Cases of a new strain of coronavirus first found in Brazil have been identified in Scotland.

The variant is thought to be able to spread more rapidly, and experts believe it may respond less well to existing vaccines.

Here's everything we know about the new variant so far:

What is the Brazil variant?

The Brazillian variant is being referred to as P.1. It was detected in December 2020 in Manaus, in northern Brazil, and is thought to have also been detected in Japan at the same time.

Is it more dangerous than other variants?

Scientists and health experts appear to be concerned with this variant. The Brazilian P.1. carries similar mutations to the versions found in the UK and South Africa - notably, mutations that seem to allow it to transmit more easily.

It is not believed to be more deadly, however it does spread more easily than the original Covid-19 strain.

Vaccines minister Nadhim Zahawi said the P.1 variant is similar in terms of its mutations to the variant first detected iN South Africa.

Irvine Times:

“In terms of its profile, this P.1 variant is much closer to the South African variant, which we’ve been dealing with now for several weeks by surge testing, genome sequencing and isolation,” he told Sky News.

“This variant is a variant of concern, it is very similar in terms of its mutations to the South African variant. So, it is concerning.”

Are current vaccines effective against the Brazilian variant?

Clinical and trial data continue to be assessed to examine how the new variant may respond to current Covid-19 vaccines.

Much like the South African variant, the Brazilian one carries a mutation in the spike protein called E484K, raising concerns that vaccines may not be as effective against it.

Is the Brazilian variant in Scotland?

Yes, it is.

On Sunday, it was confirmed that there have been three cases of this particular variant identified in Scotland. There are several more in England, however they are not thought to be related.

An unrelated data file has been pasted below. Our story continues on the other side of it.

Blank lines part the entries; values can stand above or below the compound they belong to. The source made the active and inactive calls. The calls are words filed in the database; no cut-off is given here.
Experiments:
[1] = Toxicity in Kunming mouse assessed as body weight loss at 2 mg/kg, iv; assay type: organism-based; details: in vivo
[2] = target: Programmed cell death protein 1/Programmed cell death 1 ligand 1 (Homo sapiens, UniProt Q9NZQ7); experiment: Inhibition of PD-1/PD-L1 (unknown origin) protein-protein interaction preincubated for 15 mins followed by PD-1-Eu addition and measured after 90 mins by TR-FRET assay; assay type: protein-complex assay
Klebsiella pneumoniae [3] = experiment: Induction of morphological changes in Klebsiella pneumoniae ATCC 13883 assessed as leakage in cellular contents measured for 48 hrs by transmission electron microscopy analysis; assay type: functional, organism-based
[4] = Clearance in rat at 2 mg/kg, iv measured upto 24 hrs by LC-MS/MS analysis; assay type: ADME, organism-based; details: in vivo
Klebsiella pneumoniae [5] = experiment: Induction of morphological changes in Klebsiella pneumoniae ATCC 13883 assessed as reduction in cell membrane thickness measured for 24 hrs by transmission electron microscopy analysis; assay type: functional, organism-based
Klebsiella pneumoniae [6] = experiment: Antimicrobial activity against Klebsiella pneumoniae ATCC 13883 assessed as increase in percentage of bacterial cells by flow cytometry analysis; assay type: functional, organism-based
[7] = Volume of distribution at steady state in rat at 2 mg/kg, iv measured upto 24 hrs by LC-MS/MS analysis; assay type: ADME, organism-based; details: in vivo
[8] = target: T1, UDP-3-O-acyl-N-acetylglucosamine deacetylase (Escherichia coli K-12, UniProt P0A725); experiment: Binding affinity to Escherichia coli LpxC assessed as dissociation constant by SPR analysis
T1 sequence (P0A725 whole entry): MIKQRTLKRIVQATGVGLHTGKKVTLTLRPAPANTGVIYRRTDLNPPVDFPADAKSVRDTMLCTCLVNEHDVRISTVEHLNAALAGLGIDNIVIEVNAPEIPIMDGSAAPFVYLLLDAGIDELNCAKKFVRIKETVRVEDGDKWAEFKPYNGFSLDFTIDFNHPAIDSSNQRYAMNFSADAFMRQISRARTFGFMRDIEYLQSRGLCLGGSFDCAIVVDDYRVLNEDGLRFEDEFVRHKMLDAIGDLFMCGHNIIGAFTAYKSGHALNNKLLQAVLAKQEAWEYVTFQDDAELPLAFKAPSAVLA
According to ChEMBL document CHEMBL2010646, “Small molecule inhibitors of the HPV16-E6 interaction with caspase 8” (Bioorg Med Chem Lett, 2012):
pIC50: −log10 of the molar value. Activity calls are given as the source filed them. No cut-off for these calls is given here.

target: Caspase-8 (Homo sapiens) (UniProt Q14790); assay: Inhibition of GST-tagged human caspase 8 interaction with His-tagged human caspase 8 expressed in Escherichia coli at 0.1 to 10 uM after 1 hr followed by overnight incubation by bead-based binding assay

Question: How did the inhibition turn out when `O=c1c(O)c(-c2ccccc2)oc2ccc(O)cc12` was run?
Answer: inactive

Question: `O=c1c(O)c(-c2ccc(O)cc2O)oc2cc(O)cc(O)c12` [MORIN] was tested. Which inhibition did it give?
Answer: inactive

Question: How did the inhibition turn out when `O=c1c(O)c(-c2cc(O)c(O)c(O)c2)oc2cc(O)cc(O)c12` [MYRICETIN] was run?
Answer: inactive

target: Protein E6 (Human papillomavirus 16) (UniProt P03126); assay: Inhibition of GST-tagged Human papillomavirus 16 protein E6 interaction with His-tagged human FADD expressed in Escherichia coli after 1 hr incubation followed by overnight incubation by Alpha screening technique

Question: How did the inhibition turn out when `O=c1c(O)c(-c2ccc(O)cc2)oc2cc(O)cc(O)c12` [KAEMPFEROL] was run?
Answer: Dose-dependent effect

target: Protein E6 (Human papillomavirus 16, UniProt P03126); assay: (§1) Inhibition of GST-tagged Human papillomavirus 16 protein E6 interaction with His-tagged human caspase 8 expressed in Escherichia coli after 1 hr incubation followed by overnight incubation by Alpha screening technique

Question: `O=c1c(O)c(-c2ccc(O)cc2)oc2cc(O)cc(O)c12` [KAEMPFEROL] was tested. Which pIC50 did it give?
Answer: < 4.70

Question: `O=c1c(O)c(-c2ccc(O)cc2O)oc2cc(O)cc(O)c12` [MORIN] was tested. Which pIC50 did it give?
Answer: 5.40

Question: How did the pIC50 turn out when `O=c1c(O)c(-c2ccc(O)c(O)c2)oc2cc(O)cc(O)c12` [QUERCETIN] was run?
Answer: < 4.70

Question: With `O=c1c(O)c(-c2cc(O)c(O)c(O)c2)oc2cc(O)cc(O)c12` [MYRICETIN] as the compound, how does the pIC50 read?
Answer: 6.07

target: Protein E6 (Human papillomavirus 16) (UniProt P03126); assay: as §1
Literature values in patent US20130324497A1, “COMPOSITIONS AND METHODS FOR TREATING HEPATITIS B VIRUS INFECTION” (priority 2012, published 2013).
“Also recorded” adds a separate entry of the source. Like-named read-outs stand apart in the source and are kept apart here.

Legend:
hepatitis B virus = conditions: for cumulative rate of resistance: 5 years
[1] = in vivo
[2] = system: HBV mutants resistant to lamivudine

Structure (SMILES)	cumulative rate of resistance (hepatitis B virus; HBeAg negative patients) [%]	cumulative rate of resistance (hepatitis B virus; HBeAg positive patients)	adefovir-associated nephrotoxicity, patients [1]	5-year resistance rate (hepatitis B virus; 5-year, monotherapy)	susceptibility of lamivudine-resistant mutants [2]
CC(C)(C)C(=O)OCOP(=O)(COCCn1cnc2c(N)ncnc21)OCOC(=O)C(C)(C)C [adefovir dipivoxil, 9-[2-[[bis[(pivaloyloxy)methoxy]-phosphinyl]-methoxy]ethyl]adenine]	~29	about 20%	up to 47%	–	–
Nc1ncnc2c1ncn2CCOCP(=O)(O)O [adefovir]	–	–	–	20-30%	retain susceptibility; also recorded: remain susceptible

Should we be worried?

We’ve been told that we should be “somewhat worried but not total panic” by Danny Altmann, professor of immunology at Imperial College.

He told Times Radio: “It’s somewhat more worrying than the UK variant, the Kent variant, that we’re used to talking about, because it covers the double whammy, we think, of being more transmissible and somewhat better at evading neutralising antibodies.”

On what it would mean for the vaccination programme if the variant became widespread, he added: “The way I think about it is it’s a bit like, and I think about the effect that the Kent variant had on us, it just slowed everything up because suddenly things started to get a little bit worse again, and you know the end seemed a little bit further away.

“When I look at the data on how well this variant gets neutralised, it’s not that all immunity is gone, it’s that the vaccines look so much less potent, so there’ll be more people who have low antibody responses where it can break through and get affected. It all comes back much harder.”

Will the new variant impact the easing of lockdown in Scotland?

It’s too early to say. Scotland is expected to return to a tiered system from April 26, with the stay at home restriction lifted from April 5.

Back in December, just before the Christmas period, restrictions were significantly tightened to prevent the spread of a new variant.

But it is too early to say if this will be repeated.